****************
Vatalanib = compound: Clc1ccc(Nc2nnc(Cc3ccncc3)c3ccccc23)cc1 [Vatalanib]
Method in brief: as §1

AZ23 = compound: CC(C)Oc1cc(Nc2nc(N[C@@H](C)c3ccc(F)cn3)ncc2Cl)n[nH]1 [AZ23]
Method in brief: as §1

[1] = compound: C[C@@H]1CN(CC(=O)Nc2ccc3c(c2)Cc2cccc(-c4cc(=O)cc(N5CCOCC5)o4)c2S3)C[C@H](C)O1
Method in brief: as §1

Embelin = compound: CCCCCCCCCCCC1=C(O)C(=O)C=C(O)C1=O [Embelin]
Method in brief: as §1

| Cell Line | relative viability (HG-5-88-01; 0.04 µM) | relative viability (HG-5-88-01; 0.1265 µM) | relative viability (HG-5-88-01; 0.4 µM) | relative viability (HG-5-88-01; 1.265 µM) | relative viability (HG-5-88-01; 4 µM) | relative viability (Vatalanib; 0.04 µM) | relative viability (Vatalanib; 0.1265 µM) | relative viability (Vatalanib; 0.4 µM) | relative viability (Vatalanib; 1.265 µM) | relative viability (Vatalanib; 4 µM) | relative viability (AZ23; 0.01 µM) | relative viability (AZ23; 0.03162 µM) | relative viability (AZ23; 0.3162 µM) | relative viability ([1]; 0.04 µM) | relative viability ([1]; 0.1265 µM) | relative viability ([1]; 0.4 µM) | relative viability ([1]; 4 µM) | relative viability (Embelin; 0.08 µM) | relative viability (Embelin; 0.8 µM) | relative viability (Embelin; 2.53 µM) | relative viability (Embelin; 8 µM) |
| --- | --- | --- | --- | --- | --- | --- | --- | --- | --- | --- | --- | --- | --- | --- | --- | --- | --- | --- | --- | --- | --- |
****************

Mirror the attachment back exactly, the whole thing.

Vatalanib = compound: Clc1ccc(Nc2nnc(Cc3ccncc3)c3ccccc23)cc1 [Vatalanib]
Method in brief: as §1

AZ23 = compound: CC(C)Oc1cc(Nc2nc(N[C@@H](C)c3ccc(F)cn3)ncc2Cl)n[nH]1 [AZ23]
Method in brief: as §1

[1] = compound: C[C@@H]1CN(CC(=O)Nc2ccc3c(c2)Cc2cccc(-c4cc(=O)cc(N5CCOCC5)o4)c2S3)C[C@H](C)O1
Method in brief: as §1

Embelin = compound: CCCCCCCCCCCC1=C(O)C(=O)C=C(O)C1=O [Embelin]
Method in brief: as §1

| Cell Line | relative viability (HG-5-88-01; 0.04 µM) | relative viability (HG-5-88-01; 0.1265 µM) | relative viability (HG-5-88-01; 0.4 µM) | relative viability (HG-5-88-01; 1.265 µM) | relative viability (HG-5-88-01; 4 µM) | relative viability (Vatalanib; 0.04 µM) | relative viability (Vatalanib; 0.1265 µM) | relative viability (Vatalanib; 0.4 µM) | relative viability (Vatalanib; 1.265 µM) | relative viability (Vatalanib; 4 µM) | relative viability (AZ23; 0.01 µM) | relative viability (AZ23; 0.03162 µM) | relative viability (AZ23; 0.3162 µM) | relative viability ([1]; 0.04 µM) | relative viability ([1]; 0.1265 µM) | relative viability ([1]; 0.4 µM) | relative viability ([1]; 4 µM) | relative viability (Embelin; 0.08 µM) | relative viability (Embelin; 0.8 µM) | relative viability (Embelin; 2.53 µM) | relative viability (Embelin; 8 µM) |
| --- | --- | --- | --- | --- | --- | --- | --- | --- | --- | --- | --- | --- | --- | --- | --- | --- | --- | --- | --- | --- | --- |